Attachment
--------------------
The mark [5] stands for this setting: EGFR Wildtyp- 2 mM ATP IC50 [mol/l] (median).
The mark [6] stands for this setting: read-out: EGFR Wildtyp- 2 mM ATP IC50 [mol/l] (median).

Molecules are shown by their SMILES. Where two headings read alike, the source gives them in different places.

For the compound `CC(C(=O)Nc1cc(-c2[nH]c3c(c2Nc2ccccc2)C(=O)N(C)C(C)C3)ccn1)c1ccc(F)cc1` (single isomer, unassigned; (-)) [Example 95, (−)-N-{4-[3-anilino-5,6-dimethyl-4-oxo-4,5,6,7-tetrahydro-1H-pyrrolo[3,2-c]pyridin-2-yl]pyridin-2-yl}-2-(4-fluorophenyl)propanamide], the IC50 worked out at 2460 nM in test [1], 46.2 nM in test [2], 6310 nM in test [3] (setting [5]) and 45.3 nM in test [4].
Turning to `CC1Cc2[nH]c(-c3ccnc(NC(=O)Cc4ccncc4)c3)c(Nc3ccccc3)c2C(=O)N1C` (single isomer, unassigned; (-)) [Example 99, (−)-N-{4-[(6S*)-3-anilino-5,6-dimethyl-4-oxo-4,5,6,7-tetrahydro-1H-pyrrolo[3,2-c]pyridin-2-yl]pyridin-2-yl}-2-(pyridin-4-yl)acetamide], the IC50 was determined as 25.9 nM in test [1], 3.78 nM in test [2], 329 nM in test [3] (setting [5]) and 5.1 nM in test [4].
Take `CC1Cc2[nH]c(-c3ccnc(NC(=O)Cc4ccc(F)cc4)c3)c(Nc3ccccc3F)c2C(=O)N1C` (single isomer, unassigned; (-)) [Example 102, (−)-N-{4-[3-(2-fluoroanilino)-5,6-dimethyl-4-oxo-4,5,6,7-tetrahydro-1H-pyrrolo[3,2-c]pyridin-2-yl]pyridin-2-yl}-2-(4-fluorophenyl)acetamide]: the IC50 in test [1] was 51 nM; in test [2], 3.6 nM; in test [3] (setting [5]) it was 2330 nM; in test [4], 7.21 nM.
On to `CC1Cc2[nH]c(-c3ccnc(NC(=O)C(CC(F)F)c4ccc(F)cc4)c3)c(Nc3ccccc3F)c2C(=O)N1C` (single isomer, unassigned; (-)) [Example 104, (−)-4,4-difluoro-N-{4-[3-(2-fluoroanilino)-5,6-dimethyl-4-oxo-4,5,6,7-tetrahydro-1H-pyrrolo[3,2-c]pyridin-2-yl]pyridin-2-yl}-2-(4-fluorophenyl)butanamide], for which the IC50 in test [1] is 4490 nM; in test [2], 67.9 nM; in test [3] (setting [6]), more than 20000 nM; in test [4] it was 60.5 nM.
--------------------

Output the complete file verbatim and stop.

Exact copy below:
The mark [5] stands for this setting: EGFR Wildtyp- 2 mM ATP IC50 [mol/l] (median).
The mark [6] stands for this setting: read-out: EGFR Wildtyp- 2 mM ATP IC50 [mol/l] (median).

Molecules are shown by their SMILES. Where two headings read alike, the source gives them in different places.

For the compound `CC(C(=O)Nc1cc(-c2[nH]c3c(c2Nc2ccccc2)C(=O)N(C)C(C)C3)ccn1)c1ccc(F)cc1` (single isomer, unassigned; (-)) [Example 95, (−)-N-{4-[3-anilino-5,6-dimethyl-4-oxo-4,5,6,7-tetrahydro-1H-pyrrolo[3,2-c]pyridin-2-yl]pyridin-2-yl}-2-(4-fluorophenyl)propanamide], the IC50 worked out at 2460 nM in test [1], 46.2 nM in test [2], 6310 nM in test [3] (setting [5]) and 45.3 nM in test [4].
Turning to `CC1Cc2[nH]c(-c3ccnc(NC(=O)Cc4ccncc4)c3)c(Nc3ccccc3)c2C(=O)N1C` (single isomer, unassigned; (-)) [Example 99, (−)-N-{4-[(6S*)-3-anilino-5,6-dimethyl-4-oxo-4,5,6,7-tetrahydro-1H-pyrrolo[3,2-c]pyridin-2-yl]pyridin-2-yl}-2-(pyridin-4-yl)acetamide], the IC50 was determined as 25.9 nM in test [1], 3.78 nM in test [2], 329 nM in test [3] (setting [5]) and 5.1 nM in test [4].
Take `CC1Cc2[nH]c(-c3ccnc(NC(=O)Cc4ccc(F)cc4)c3)c(Nc3ccccc3F)c2C(=O)N1C` (single isomer, unassigned; (-)) [Example 102, (−)-N-{4-[3-(2-fluoroanilino)-5,6-dimethyl-4-oxo-4,5,6,7-tetrahydro-1H-pyrrolo[3,2-c]pyridin-2-yl]pyridin-2-yl}-2-(4-fluorophenyl)acetamide]: the IC50 in test [1] was 51 nM; in test [2], 3.6 nM; in test [3] (setting [5]) it was 2330 nM; in test [4], 7.21 nM.
On to `CC1Cc2[nH]c(-c3ccnc(NC(=O)C(CC(F)F)c4ccc(F)cc4)c3)c(Nc3ccccc3F)c2C(=O)N1C` (single isomer, unassigned; (-)) [Example 104, (−)-4,4-difluoro-N-{4-[3-(2-fluoroanilino)-5,6-dimethyl-4-oxo-4,5,6,7-tetrahydro-1H-pyrrolo[3,2-c]pyridin-2-yl]pyridin-2-yl}-2-(4-fluorophenyl)butanamide], for which the IC50 in test [1] is 4490 nM; in test [2], 67.9 nM; in test [3] (setting [6]), more than 20000 nM; in test [4] it was 60.5 nM.